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Chargers: Most Super Bowl winners didn’t need a franchise running back

DENVER, CO - SEPTEMBER 11: Running back C.J. Anderson #22 of the Denver Broncos rushes with the ball in the first quarter of the game against the Los Angeles Chargers at Sports Authority Field at Mile High on September 11, 2017 in Denver, Colorado. (Photo by Justin Edmonds/Getty Images)
DENVER, CO - SEPTEMBER 11: Running back C.J. Anderson #22 of the Denver Broncos rushes with the ball in the first quarter of the game against the Los Angeles Chargers at Sports Authority Field at Mile High on September 11, 2017 in Denver, Colorado. (Photo by Justin Edmonds/Getty Images)
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SAN DIEGO, CA – SEPTEMBER 14: Running back Marshawn Lynch #24 of the Seattle Seahawks runs against cornerback Richard Marshall #31 of the San Diego Chargers at Qualcomm Stadium on September 14, 2014 in San Diego, California. (Photo by Donald Miralle/Getty Images)
SAN DIEGO, CA – SEPTEMBER 14: Running back Marshawn Lynch #24 of the Seattle Seahawks runs against cornerback Richard Marshall #31 of the San Diego Chargers at Qualcomm Stadium on September 14, 2014 in San Diego, California. (Photo by Donald Miralle/Getty Images)

The Chargers are looking to win a championship without their franchise running back. Here’s why they may not need one to win a Super Bowl.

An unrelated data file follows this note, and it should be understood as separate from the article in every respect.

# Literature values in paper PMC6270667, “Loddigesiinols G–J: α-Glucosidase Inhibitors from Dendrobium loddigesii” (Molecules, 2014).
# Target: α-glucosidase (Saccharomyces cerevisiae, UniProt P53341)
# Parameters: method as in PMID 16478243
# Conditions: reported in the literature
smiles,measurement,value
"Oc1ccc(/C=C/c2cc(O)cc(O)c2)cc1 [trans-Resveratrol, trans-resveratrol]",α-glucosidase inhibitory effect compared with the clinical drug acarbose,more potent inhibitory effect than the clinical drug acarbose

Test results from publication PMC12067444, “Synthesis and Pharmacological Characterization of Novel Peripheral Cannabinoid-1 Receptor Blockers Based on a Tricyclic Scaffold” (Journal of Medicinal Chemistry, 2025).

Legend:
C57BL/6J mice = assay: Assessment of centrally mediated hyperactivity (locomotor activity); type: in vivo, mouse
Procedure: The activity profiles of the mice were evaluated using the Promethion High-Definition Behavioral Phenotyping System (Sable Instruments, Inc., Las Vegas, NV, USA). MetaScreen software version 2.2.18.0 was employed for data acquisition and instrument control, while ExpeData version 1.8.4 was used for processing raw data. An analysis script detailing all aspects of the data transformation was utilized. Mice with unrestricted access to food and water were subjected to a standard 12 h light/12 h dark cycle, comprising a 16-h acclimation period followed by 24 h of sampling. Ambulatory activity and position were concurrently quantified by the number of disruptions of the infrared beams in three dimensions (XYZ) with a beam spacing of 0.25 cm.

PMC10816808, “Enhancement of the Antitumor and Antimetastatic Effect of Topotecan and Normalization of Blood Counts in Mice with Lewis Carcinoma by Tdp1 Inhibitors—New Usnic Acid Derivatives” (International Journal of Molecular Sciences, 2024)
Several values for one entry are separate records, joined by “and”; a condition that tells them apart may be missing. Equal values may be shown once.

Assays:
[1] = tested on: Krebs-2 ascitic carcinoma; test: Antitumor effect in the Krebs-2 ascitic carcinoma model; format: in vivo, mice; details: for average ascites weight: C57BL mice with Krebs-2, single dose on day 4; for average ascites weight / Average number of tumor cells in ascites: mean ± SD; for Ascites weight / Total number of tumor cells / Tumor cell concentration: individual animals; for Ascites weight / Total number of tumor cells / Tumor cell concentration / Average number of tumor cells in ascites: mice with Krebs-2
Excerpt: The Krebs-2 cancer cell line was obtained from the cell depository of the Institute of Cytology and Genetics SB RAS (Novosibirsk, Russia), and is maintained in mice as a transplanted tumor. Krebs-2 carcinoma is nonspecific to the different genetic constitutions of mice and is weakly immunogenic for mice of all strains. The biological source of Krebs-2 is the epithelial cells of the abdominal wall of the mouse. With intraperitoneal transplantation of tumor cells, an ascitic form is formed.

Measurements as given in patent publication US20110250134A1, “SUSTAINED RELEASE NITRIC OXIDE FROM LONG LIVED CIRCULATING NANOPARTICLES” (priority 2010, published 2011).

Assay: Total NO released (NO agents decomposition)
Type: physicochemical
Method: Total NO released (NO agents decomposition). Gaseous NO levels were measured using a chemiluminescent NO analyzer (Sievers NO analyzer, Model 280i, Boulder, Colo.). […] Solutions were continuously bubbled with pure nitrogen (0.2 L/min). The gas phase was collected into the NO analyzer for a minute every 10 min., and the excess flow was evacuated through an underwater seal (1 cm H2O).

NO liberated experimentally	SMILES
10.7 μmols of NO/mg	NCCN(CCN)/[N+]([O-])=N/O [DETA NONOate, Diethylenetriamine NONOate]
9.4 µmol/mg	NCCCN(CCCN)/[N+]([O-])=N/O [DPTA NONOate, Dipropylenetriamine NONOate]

Melvin Gordon’s time with the Chargers seems all but over, as neither camp is prepared to move in favor of the other during contract negotiations. Now, even those negotiations have been postponed, as Tom Telesco has now openly stated those discussions will be put off until the end of the season. If the running back wants to play, he’s got to either find a willing trade partner or show up on his current deal.

The problem for Gordon: No one (so far) wants to sink that much draft or player compensation in a trade for a running back, and then have to sign that running back to an extension as well. It’s often said a team does not need a franchise running back to win a Super Bowl.

So let’s prove (or disprove) it.

Here are the last ten winners of the Super Bowl, for reference, as the article continues down its journey:

  • 2010: New Orleans Saints
  • 2011: Green Bay Packers
  • 2012: New York Giants
  • 2013: Baltimore Ravens
  • 2014: Seattle Seahawks
  • 2015: New England Patriots
  • 2016: Denver Broncos
  • 2017: New England Patriots
  • 2018: Philadelphia Eagles
  • 2019: New England Patriots

This article will examine three components of the Super Bowl winner’s leading rusher: Rushing stats, the salary of that player during that year, as well as the capital spent acquiring that player (though sometimes originally with a different team) through the draft.

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